Request an Appointment:
Online or Call 1-888-824-0200

After You Leave the Hospital

These are general guidelines suggested by our surgeons. If your doctor suggests something different, please follow his or her specific recommendations.


Recovery from surgery is different for each patient. Factors that may influence your recovery include your age, the type of surgical procedure you had, and your general health. However, there are two main restrictions after surgery that apply to everyone:

  1. Do not drive until you obtain approval from your surgeon/doctor. It is unsafe to drive while you are taking pain medications because your reflexes are delayed. Your doctor may also have other concerns about your driving related to the type of surgery you had.
  2. Do not lift objects weighing more than 5 to 10 pounds until you have approval from your surgeon/doctor. For example, items that may fall into this category include the Sunday paper, a gallon of milk, or a family pet. You should also avoid pushing or pulling anything that strains your abdominal muscles.


Resume your normal activities slowly. Let your body be your guide as to what you can and cannot do. If your legs become swollen, avoid sitting or standing for extended time periods and elevate your legs when you are relaxing. Take frequent rest breaks. It may take you a few months to return to your pre-surgery activity level. Walking is a great exercise for increasing circulation and endurance.

Unless instructed otherwise, you may take showers. Be sure to rinse any soap residue off of your incision and pat your skin dry. If you have a dressing in place, keep it clean and dry. If you have steri-strips on your incision, pat them dry if they get wet. Do not remove them until they fall off. Do not soak your incisions in a bathtub. Have someone close by the first time you shower, in case you feel dizzy and need help.


You will probably experience some pain or discomfort around your surgical incision. This usually lessens gradually over the first few weeks following surgery. Sensitivity around the incision may last for several weeks.

When you leave the hospital, you will be given a prescription for pain medication or instructed to take over-the-counter Tylenol® or Extra-Strength Tylenol®. Take your medication as directed on the bottle when you begin to get uncomfortable during the initial recovery period. Pain is much easier to control before it becomes severe. Do not worry about becoming dependent on your medication as you will only need to take it for a few weeks.

Remember to bring your pain medication when you come to clinic for follow up. You may want to take some if you have to wait for a while or if you have a minor procedure done. Pain medications are not available in the clinic.


Constipation--difficulty moving your bowels--may be a side effect of pain medication. If this occurs, notify your doctor. A stool softener or increased fluid intake may be recommended.


Your appetite may be smaller after you have surgery. However, good nutrition is a must for good wound healing. If you cannot tolerate three meals a day, try several small nutritious snacks throughout the day. Your appetite will slowly increase. Dietitians are available and will provide you with diet education.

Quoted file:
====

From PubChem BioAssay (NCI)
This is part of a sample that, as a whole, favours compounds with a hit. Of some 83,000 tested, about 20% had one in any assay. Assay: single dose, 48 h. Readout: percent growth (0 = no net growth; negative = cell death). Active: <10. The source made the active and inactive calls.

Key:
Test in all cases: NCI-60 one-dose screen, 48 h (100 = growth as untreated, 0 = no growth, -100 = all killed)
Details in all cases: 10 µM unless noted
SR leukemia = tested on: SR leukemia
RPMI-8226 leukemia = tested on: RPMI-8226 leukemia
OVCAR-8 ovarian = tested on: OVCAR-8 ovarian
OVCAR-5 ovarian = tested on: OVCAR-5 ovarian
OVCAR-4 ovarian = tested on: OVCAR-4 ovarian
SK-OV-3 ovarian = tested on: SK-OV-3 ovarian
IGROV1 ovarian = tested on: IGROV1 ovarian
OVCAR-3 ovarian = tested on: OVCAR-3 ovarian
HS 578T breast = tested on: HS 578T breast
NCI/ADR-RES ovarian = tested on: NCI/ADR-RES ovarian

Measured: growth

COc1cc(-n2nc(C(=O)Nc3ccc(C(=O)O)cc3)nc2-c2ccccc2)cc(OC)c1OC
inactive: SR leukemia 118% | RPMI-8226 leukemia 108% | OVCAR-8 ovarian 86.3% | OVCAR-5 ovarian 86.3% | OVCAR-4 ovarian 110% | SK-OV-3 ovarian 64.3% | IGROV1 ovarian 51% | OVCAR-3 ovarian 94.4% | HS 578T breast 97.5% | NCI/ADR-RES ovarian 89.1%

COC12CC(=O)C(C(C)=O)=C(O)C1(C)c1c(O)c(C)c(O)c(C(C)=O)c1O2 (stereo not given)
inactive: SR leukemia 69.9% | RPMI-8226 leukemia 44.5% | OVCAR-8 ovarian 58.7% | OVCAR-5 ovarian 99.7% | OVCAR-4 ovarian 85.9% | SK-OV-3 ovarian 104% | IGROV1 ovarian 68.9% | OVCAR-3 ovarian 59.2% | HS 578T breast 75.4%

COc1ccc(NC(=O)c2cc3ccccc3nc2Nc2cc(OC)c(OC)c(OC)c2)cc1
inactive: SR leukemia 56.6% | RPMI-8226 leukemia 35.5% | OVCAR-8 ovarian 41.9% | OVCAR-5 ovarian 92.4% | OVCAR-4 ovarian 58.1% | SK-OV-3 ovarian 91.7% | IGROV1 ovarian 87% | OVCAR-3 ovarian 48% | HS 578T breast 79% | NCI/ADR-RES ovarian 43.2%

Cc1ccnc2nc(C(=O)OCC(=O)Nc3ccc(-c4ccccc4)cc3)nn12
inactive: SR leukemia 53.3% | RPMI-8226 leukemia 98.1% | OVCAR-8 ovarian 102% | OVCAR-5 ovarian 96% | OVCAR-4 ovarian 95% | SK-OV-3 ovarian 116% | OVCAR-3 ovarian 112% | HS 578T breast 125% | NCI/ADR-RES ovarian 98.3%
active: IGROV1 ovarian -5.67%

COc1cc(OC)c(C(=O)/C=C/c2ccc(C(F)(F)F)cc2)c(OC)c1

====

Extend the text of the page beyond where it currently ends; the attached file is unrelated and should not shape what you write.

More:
Drinking alcohol after surgery is strongly discouraged, especially while you are taking pain medications.


Do not smoke! Smoking tightens your blood vessels, slows down the healing process, and makes you more susceptible to other complications.

The University of Chicago Medicine offers a smoking cessation program. There are also local groups in your area affiliated with the American Cancer Society. Let us know if you are interested and we will supply you with information.


You should have a follow-up appointment to see your surgeon in clinic after your surgery. In general, this takes place in the first few weeks following your discharge from the hospital. Please call the office if you do not have an appointment set up. Clinic visits are a very important part of the surgical process. It is crucial that your doctor monitors your recovery progress.

Returning to Work

Please discuss your return to work plans with your surgeon at your clinic visit. If you wish to return to work before your first post-operative visit, please discuss this with your doctor before you are discharged from the University of Chicago Medicine or call your doctor's office.

The length of time you will need before returning to work depends on the specific procedure, the demands of your job, and your overall physical strength.

Medical Emergencies

If you have a medical emergency or experience serious symptoms, call (773) 702-1000 immediately and ask for the resident on call for your doctor, or go to your local emergency room. Serious symptoms include:

  • Fever of 101 degrees or higher
  • Nausea, vomiting, chills
  • Shortness of breath or calf pain
  • Constipation or abdominal distention
  • Pain that is unrelieved by medication
  • Increase in incisional redness, drainage, swelling, oozing, or tenderness